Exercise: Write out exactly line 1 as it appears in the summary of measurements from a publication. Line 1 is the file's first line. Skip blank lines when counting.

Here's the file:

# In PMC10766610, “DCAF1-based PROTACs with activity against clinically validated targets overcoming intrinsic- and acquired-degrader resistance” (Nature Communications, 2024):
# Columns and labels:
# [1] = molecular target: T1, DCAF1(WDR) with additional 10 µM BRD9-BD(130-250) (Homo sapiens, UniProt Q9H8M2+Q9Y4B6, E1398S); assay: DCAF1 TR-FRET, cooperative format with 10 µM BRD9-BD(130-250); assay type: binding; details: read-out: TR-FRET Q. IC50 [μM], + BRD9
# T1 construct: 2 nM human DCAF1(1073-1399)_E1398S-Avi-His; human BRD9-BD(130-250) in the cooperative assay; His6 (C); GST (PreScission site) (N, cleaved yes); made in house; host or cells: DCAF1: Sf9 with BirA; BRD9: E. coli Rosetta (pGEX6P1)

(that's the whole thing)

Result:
# In PMC10766610, “DCAF1-based PROTACs with activity against clinically validated targets overcoming intrinsic- and acquired-degrader resistance” (Nature Communications, 2024):